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Dogs May Sniff Out Bladder Cancer

Exceptional Sense of Smell May Allows Dogs to Detect Bladder Cancer

WebMD Health News

Sept. 23, 2004 -- All that time dogs spend sniffing things may have honed their skills as medical detectives. A new British study shows that dogs' exceptional sense of smell may allow them to detect bladder cancer by merely smelling a person's urine.

Researchers say that tumors are thought to produce unstable compounds, which are present in urine and may give off unique scents that are undetectable by humans but may be detected by the average dog.

In their study, a variety of dogs were able to tell the difference between urine from a healthy person or one with bladder cancer with a 41% accuracy rate, which is nearly three times the success rate that would have been expected by chance alone.

"Our study provides the first piece of experimental evidence to show that dogs can detect cancer by olfactory means more successfully than would be expected by chance alone," write researcher Carolyn Willis of Amersham Hospital in Amersham, U.K., and colleagues. "On balance, the results are unambiguous. Dogs can be trained to recognize and flag an unusual smell in the urine of bladder cancer patients."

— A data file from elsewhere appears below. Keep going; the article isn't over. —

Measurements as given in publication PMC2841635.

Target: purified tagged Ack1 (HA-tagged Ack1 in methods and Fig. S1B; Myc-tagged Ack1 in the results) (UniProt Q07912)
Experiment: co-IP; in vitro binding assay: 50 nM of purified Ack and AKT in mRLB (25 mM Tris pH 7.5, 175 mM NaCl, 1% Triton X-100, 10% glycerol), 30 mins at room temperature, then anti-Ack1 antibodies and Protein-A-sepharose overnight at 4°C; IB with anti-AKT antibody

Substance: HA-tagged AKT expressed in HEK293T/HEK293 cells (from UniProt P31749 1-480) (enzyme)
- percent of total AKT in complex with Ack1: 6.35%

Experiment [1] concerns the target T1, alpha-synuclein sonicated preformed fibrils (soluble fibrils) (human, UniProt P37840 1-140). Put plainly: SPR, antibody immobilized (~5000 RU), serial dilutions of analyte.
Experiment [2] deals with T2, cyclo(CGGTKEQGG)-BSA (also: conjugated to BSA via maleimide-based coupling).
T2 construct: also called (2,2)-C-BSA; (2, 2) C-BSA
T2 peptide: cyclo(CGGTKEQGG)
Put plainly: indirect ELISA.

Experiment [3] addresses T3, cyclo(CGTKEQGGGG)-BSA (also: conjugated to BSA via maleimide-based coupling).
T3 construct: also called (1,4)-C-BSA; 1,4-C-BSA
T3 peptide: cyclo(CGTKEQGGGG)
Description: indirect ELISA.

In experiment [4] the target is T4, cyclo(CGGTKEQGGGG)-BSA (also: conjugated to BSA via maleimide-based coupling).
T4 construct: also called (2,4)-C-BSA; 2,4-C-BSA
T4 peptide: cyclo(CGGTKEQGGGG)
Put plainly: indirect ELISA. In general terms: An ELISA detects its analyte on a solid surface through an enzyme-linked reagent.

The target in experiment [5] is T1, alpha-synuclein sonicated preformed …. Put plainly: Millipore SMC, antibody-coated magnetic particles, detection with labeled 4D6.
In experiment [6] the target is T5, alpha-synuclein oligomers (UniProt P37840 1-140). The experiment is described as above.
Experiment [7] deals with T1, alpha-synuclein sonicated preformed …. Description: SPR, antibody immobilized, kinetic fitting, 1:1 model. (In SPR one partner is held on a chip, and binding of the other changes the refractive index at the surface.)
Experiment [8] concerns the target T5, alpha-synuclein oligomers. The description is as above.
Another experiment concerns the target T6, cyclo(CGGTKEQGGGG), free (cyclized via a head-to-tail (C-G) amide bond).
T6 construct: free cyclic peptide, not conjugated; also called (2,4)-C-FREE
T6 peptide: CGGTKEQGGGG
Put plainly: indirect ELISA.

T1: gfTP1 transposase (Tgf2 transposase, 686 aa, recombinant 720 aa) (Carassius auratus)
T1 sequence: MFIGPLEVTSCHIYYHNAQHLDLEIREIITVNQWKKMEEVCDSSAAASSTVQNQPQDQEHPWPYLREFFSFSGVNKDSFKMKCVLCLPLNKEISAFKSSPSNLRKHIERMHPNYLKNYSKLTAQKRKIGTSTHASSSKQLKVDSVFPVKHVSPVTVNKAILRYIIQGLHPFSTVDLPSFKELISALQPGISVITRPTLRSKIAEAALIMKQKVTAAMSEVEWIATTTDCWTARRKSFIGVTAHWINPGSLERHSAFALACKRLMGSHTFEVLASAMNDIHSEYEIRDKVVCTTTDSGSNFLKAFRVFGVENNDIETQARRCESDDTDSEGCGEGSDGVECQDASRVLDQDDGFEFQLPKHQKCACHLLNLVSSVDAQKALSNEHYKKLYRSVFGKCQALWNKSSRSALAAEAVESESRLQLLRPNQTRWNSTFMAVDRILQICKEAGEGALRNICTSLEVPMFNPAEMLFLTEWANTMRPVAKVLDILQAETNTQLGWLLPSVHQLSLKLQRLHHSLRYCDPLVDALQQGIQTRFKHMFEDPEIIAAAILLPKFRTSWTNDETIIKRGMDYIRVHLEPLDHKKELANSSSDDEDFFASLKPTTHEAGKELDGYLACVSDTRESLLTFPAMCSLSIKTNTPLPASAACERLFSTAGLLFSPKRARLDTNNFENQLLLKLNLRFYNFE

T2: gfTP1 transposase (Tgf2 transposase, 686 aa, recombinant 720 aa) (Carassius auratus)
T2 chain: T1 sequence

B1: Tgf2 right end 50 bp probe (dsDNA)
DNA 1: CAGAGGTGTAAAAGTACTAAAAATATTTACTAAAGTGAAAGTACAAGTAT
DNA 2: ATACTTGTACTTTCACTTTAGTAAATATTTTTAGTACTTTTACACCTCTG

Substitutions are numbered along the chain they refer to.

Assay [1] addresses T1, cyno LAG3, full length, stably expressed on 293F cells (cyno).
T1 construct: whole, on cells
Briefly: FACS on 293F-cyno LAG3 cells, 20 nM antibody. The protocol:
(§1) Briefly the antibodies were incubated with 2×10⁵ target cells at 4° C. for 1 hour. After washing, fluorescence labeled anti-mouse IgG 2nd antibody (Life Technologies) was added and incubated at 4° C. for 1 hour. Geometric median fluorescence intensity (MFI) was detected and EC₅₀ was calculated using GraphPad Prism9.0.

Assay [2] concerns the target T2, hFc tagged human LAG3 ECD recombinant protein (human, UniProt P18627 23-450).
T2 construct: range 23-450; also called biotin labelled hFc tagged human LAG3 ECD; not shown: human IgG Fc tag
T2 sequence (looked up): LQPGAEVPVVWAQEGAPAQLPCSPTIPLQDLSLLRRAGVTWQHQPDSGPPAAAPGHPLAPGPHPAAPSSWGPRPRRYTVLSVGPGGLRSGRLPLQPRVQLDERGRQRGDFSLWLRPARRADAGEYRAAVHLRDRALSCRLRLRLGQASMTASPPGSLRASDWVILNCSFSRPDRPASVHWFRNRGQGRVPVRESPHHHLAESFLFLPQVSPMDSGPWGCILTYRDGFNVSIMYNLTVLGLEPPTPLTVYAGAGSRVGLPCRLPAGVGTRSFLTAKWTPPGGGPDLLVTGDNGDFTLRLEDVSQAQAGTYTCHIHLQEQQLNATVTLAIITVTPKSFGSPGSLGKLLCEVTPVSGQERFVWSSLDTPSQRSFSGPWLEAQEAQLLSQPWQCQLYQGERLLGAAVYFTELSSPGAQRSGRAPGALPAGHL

Researchers say the study also gives weight to anecdotal reports by dog owners that canines may be able to detect subtle differences in scent caused by cancer.

Fido Finds Cancer

In the study, researchers trained six dogs to discriminate between urine from people with bladder cancer and urine from people with other diseases or healthy individuals. The dogs included a variety of breeds (included three Cocker Spaniels, a Labrador, Papillon, and a mutt) and ages; they had no particular skills in scent discrimination.

After training, each dog was presented with a set of seven urine samples, one from a bladder cancer patient placed alongside six other specimens, which where from people without cancer. The dogs identified the sample they considered to be different by lying next to it. This process was repeated eight times.

Researchers found the dogs correctly identified the urine sample of the bladder cancer patients 22 out of 54 times.

Interestingly, researchers found the tiny Papillon performed almost as well as the Cocker Spaniels, which are known for their hunting skills. The mutt performed the worst.

In an editorial that accompanies the study in the BMJ, Tim Cole, professor of medical statistics at the Institute of Child Health in London, says dogs are widely recognized for smelling things that humans miss.

"Yet the idea of turning this canine skill to clinical diagnosis is novel," writes Cole.

But Cole says the most intriguing finding of the study was the nonbladder cancer patient who was used as a control during the training phase, whose urine sample was consistently identified by the dogs as different.

Despite the fact that the individual had been tested for cancer, the doctor responsible for the patient was sufficiently impressed by the dogs' performance to test the patient again and found a tumor in the kidney.

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